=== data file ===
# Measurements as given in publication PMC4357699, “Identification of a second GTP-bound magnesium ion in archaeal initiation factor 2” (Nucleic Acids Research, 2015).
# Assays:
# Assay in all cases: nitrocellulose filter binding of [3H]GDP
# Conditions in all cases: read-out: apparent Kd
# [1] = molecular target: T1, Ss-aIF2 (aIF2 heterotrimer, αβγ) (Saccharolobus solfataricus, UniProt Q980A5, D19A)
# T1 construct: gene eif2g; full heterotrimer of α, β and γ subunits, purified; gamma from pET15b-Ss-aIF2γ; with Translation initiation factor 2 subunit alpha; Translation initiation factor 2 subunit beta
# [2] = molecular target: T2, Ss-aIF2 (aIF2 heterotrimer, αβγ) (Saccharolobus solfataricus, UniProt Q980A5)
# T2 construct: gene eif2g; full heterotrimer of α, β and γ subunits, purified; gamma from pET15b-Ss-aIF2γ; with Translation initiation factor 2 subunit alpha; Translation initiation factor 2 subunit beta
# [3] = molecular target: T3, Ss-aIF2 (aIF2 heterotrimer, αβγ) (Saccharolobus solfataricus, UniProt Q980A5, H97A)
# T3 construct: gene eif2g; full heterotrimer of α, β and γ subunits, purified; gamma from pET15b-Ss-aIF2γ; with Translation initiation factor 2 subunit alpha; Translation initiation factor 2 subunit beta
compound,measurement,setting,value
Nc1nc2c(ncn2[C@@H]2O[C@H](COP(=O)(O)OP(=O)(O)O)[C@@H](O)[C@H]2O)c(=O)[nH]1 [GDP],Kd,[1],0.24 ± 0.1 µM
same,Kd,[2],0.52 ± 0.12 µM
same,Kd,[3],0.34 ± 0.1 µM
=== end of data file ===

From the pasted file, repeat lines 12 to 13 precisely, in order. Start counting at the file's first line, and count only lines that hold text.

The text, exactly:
Nc1nc2c(ncn2[C@@H]2O[C@H](COP(=O)(O)OP(=O)(O)O)[C@@H](O)[C@H]2O)c(=O)[nH]1 [GDP],Kd,[1],0.24 ± 0.1 µM
same,Kd,[2],0.52 ± 0.12 µM